He had loved Solona in countless cycles. This was not one of them. She would help Zevran kill Taliesin and with him, Zevran’s hope that this cycle would make a difference.

Zevran would not go to the Gallows. He would not hide himself from what he’d done.

No one could prove whether Loghain killed Cailan on purpose. They never could. Loghain had successfully avoided it in the past by leaving the city, following the flashing lights in the sky. In those cycles, Celene or Gaspard or Rendon Howe killed Cailan. Even in death, Cailan looked weary.

Anora didn’t say a word to Alistair. She stared at him blankly, daring him to say something.

“He will be back,” Alistair said dully.

In countless cycles, Leliana had found love with Solona Amell. This time, she found it with Kallian Tabris. It wasn’t the first time one of Duncan’s passed over choices had survived his choosing. Once, he had had hope that this meant something. Cycle after cycle, one or two or five or seven survived his decision. There had been a time when it had meant he wasn’t choosing who lived and who died. That comfort had worn thin, frayed, snapped.

The city always erupted in riots after Bann Vaughan’s death. This time, Kallian brandished her knife in front of the crowd as Leliana lined up her shot. There was nothing breathless about the way they fell together. It was the swing of a door that had worn its own groove. The cycle would end and next time Kallian might be just another woman abducted and murdered.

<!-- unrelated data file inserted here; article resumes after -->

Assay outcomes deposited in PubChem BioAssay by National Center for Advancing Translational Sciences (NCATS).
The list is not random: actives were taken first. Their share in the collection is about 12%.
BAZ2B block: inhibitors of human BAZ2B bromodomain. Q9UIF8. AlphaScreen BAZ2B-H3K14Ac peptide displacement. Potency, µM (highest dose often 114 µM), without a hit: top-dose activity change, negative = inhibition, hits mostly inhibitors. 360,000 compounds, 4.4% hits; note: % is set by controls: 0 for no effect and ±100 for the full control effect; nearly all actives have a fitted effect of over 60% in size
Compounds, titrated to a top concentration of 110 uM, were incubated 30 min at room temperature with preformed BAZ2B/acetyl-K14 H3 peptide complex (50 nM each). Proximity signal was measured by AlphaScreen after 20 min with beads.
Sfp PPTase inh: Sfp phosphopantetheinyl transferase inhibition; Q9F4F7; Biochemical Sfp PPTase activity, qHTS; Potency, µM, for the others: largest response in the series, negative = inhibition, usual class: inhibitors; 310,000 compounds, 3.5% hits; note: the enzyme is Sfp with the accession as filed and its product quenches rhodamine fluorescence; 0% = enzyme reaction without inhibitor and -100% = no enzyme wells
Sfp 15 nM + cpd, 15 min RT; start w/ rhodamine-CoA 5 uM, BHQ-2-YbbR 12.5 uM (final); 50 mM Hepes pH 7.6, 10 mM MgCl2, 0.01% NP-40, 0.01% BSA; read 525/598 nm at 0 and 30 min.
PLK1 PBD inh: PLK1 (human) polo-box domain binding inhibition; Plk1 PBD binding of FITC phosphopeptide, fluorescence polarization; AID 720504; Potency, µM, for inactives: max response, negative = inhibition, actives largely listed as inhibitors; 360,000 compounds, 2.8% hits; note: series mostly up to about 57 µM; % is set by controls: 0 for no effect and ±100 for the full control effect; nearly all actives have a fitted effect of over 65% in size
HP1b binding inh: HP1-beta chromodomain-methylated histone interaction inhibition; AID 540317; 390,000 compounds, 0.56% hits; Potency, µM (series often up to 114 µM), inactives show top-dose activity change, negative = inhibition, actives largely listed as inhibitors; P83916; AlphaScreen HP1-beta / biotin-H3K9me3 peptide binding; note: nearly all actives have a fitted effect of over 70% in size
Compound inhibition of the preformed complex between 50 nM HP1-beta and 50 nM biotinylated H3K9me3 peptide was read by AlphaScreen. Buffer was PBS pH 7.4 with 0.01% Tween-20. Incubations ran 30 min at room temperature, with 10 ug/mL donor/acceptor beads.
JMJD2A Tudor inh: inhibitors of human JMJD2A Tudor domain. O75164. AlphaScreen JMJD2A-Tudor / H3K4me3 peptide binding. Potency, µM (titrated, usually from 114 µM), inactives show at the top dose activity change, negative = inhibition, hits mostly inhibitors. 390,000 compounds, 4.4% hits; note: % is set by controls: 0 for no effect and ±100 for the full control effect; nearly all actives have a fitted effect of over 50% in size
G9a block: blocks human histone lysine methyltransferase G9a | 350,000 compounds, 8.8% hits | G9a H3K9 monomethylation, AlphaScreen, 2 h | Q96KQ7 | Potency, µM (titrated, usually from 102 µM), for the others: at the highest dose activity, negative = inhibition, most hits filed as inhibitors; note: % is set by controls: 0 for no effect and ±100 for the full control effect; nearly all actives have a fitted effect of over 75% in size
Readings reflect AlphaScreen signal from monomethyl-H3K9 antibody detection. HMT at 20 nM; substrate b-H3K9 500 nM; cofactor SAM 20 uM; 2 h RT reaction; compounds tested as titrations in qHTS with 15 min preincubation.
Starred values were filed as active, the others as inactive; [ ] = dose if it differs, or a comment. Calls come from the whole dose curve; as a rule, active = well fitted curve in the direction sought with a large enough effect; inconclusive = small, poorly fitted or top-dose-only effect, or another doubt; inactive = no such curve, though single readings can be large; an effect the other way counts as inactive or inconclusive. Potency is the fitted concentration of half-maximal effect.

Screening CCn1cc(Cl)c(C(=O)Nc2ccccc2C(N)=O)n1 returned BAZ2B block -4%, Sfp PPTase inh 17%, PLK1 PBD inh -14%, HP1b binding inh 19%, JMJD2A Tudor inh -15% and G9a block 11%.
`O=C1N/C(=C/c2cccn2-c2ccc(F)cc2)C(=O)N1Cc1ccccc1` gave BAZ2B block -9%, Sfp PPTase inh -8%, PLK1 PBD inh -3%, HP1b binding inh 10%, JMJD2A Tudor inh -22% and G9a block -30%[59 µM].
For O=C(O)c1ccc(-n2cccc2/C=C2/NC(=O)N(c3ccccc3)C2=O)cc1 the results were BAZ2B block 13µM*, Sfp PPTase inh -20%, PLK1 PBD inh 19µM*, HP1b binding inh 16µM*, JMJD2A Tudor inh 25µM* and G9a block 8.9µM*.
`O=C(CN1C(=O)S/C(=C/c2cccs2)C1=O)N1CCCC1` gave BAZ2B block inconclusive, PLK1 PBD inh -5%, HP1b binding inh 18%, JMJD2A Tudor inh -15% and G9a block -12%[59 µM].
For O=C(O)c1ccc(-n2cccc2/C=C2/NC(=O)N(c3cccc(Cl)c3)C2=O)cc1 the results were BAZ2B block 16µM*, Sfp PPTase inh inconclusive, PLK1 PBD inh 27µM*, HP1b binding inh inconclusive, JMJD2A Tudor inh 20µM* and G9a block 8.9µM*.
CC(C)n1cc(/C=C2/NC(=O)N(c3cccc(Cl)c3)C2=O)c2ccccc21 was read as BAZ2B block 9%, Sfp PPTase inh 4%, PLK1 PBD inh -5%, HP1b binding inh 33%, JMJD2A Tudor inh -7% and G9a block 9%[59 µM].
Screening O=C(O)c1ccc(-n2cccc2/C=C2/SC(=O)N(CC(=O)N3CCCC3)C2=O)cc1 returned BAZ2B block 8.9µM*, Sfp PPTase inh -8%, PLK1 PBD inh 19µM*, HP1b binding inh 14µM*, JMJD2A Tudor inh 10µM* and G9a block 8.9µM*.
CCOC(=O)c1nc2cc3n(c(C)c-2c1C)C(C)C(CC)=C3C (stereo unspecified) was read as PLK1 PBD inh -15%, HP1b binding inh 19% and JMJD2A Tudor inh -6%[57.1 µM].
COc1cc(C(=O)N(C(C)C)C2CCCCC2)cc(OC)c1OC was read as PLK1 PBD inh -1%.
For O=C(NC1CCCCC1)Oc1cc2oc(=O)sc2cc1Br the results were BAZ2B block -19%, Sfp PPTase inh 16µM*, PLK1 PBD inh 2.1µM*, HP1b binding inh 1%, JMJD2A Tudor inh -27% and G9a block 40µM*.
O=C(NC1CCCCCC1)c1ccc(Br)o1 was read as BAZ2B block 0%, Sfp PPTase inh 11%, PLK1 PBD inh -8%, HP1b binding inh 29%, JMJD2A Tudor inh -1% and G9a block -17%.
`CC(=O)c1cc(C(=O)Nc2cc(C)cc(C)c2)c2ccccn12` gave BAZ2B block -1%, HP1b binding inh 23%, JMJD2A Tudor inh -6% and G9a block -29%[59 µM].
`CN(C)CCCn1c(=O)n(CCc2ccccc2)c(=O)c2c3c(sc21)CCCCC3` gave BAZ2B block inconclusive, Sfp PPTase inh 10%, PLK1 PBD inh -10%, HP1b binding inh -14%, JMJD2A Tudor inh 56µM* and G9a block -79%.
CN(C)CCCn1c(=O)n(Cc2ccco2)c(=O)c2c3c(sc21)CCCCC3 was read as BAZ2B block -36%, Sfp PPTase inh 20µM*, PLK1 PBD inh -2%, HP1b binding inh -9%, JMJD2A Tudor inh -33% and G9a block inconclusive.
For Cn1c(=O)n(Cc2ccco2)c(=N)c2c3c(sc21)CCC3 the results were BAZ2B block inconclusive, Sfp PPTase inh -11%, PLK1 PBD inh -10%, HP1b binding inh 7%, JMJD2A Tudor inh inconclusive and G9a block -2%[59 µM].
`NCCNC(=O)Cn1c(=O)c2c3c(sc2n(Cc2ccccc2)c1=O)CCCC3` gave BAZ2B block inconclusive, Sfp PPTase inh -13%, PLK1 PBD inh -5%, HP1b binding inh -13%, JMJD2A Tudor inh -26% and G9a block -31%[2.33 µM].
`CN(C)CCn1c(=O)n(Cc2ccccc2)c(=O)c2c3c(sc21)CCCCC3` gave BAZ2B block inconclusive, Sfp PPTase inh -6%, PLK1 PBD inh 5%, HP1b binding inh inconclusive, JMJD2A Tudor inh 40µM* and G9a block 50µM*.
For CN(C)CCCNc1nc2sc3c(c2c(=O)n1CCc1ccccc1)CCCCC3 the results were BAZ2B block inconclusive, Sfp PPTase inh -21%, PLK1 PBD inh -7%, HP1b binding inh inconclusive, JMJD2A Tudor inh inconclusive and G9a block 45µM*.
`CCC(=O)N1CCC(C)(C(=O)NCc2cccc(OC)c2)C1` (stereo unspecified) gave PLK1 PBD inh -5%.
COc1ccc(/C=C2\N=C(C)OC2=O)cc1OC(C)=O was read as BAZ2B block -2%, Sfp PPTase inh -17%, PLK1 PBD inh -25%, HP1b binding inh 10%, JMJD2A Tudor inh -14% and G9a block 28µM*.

Leliana’s arrow hit Vaughan square in the eye and the world turned to fire and blood. It seemed the thing to do.

When Rowan died in the rioting, Loghain did what he always did when he lost her. The result from there was like an avalanche crashing to the bottom of a mountain, unstoppable and devastating.

When Alistair and Loghain picked up their shields and swords and squared off against each other, there was a listlessness in their movements. Solona and Anora watched with eyes like stone.

At the end, the expression on Loghain’s face was something like relief. The expression on Alistair’s was something like disgust.

“He’ll be back,” Anora told Alistair.

Even the times when Alistair had loved Solona until she took Loghain’s side, there had stopped being anything unexpected about this moment.